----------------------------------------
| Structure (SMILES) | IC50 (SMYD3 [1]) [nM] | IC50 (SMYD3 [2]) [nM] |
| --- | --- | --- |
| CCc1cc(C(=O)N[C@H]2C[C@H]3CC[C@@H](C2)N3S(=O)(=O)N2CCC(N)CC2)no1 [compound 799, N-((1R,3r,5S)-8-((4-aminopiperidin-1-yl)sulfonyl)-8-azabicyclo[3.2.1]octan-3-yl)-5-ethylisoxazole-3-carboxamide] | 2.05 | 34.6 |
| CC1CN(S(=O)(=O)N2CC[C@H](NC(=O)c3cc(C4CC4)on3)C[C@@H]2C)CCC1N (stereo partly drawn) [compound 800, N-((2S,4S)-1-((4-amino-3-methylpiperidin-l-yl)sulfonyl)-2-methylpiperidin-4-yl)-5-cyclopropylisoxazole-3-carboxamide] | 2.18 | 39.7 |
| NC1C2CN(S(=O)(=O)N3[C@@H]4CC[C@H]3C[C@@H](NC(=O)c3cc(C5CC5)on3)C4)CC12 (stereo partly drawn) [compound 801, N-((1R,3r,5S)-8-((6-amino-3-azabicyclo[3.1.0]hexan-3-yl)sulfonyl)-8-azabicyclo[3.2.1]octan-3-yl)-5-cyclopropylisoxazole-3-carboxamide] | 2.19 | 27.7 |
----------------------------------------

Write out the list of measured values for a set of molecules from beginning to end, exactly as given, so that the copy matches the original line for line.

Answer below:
| Structure (SMILES) | IC50 (SMYD3 [1]) [nM] | IC50 (SMYD3 [2]) [nM] |
| --- | --- | --- |
| CCc1cc(C(=O)N[C@H]2C[C@H]3CC[C@@H](C2)N3S(=O)(=O)N2CCC(N)CC2)no1 [compound 799, N-((1R,3r,5S)-8-((4-aminopiperidin-1-yl)sulfonyl)-8-azabicyclo[3.2.1]octan-3-yl)-5-ethylisoxazole-3-carboxamide] | 2.05 | 34.6 |
| CC1CN(S(=O)(=O)N2CC[C@H](NC(=O)c3cc(C4CC4)on3)C[C@@H]2C)CCC1N (stereo partly drawn) [compound 800, N-((2S,4S)-1-((4-amino-3-methylpiperidin-l-yl)sulfonyl)-2-methylpiperidin-4-yl)-5-cyclopropylisoxazole-3-carboxamide] | 2.18 | 39.7 |
| NC1C2CN(S(=O)(=O)N3[C@@H]4CC[C@H]3C[C@@H](NC(=O)c3cc(C5CC5)on3)C4)CC12 (stereo partly drawn) [compound 801, N-((1R,3r,5S)-8-((6-amino-3-azabicyclo[3.1.0]hexan-3-yl)sulfonyl)-8-azabicyclo[3.2.1]octan-3-yl)-5-cyclopropylisoxazole-3-carboxamide] | 2.19 | 27.7 |